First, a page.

The Irrelevance of Profit-Driven Leadership

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Leadership is not a position. It is the totality of your actions rooted in a set of beliefs that influence your interactions with people.

Dominating corporations and small-businesses for centuries is a mechanistic-leadership view. Such a view holds that organizational profit is the leading input to a manager’s leadership style. The overused style takes for granted the brilliance and sacrifice of the people whose human capital generate the profit. Instead, employees are treated as though they are cogs in a machine that merely need to be fine-tuned for maximum output.

A mechanistic-leadership view disregards the human element of business. The unchallenged and outdated view underlying such a leadership philosophy is employees are replaceable. While it’s true anyone can be replaced, the faulty logic is built on the belief that another person is readily available. In today’s job market and the changing demographics of the workforce and their expectations of employers, replacing someone is often a long, expensive process.

In a time when more employees are seeking meaning from their work or wanting to have an impact on society and customers, profit-driven leadership is a mis-fit for many businesses. It places employees as the means to a profitable end. Employees have grown restless and disillusioned by making the men at the top richer while they receive meager increases.

Profit-driven leadership is rooted in the belief that the business purpose is a luxury that cannot be examined. The purpose is not to make money; that is a result, as Simon Sinek aptly reminds us. Organizational purpose is the reason for existence – it’s a bigger calling.

Profit-driven leaders uses time as an excuse for not exploring purpose and connecting actions and outcomes to it. Profit-driven leaders see merely trees when the forest is more compelling and interesting.

Misguided in their efforts, profit-driven leaders believe profit comes through efficient processes and policies. The truth has always been that profit comes from the toil and sacrifice of a workforce inspired by a purpose that invites them to unleash their best effort for a cause worth believing in.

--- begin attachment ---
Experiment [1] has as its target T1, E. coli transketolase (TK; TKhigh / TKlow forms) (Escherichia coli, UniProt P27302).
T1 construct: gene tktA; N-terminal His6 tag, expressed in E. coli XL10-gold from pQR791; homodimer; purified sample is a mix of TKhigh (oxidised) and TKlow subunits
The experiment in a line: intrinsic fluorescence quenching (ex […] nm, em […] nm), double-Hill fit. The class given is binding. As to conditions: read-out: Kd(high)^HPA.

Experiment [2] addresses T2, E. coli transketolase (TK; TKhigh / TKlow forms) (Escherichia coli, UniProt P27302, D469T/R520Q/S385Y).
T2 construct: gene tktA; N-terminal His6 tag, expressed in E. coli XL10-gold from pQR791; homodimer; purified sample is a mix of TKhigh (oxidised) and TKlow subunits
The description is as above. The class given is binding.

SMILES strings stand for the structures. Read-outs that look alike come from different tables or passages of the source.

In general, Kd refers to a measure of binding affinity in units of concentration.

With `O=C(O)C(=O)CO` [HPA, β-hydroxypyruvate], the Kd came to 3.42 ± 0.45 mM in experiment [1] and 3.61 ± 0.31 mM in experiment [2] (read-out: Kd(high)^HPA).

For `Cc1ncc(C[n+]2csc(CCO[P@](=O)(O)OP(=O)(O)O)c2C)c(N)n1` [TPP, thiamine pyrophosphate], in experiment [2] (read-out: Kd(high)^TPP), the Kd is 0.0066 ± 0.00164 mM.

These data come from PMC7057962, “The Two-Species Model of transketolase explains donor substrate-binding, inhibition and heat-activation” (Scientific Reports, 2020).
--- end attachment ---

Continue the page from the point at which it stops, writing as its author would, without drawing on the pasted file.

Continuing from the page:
Leadership is an honorable distinction. Not everyone shows it, but everyone is capable of it. Your leadership capability is rooted in your beliefs about people. The irrelevance of profit-driven leadership reveals to us that purpose and believing in people’s capabilities to do great work is what is needed in today’s workplace and business environment.

 

Change Leader | Speaker | Writer Co-founder and CEO of Switch and Shift. Passionately explores the space where business & humanity intersect. Promoter of workplace optimism. Believes work can be a source of joy. Top ranked leadership blogger by Huffington Post. The Optimistic Workplace (AMACOM) out 2015

  • reply Spark the Action ,

    Powerful post Shawn, and very much on point. When the focus is only on ‘profit’, then all else simply becomes a means to an end, including the very people who labor to produce that profit. It is a paradigm shift that is hard to accept but Sinek’s thoughts express it well – making money is not the purpose, but the result.

    Thanks for your thoughts
    Best regards,
    Carl
    @sparktheaction:disqus

    • reply Emeri Gent [Em] ,

      The reason that profit-driven leadership is mechanistic is because it is driven. We tend to drive mechanical things and we are still beholden to mechanical things, in a century where new alternatives are in the offing.

      There is nothing wrong or irrelevant with profit-inspired leadership but not because the leadership has to be honourable but the profit has to be honourable. In a mechanistic world we can create arguments that justify dishonourable profit – and I see people winning with that mentality today.

      “To Big to Fail” is a form of dishonourable profit, especially since the dangers of monopoly are explicit in anti-trust legislation – but when organizations or entities can draw on legislation to succeed, by-passing even anti-trust legislation (indeed not even deeming it worthy of a discussion), then profit reeks of the stench it got planted in.

      Honourable leadership also has to contend with dishonourable people, not every human being on this Earth is the “Salt of the Earth”, some are more like “Sulphuric Acid of the Earth”. The more we look at dishonourable things, the more we see.

      Honourable leadership is a shift towards seeing honourable things and within that sense of honour is honourable profit – or what I would characterize as profit-inspired leadership. Yes, it is about meaning, even the Bible speaks well of it “What does it profit, my brethren, if someone says he has faith but does not have works? Can faith save him?”.

      [Em]

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          • reply Dr. Ellen Weber ,

            Loved your notion Shawn, that, “Leadership is an honorable distinction.”

            Also, unlike some, I agree that, “Not everyone shows it, but
            everyone is capable of it.”

            Would like to hear you elaborate a bit more on the concept that – “Your leadership capability is rooted in your
            beliefs about people.” Any specific examples in mind here?

            Thanks for the way you think innovatively, Shawn. Best, Ellen

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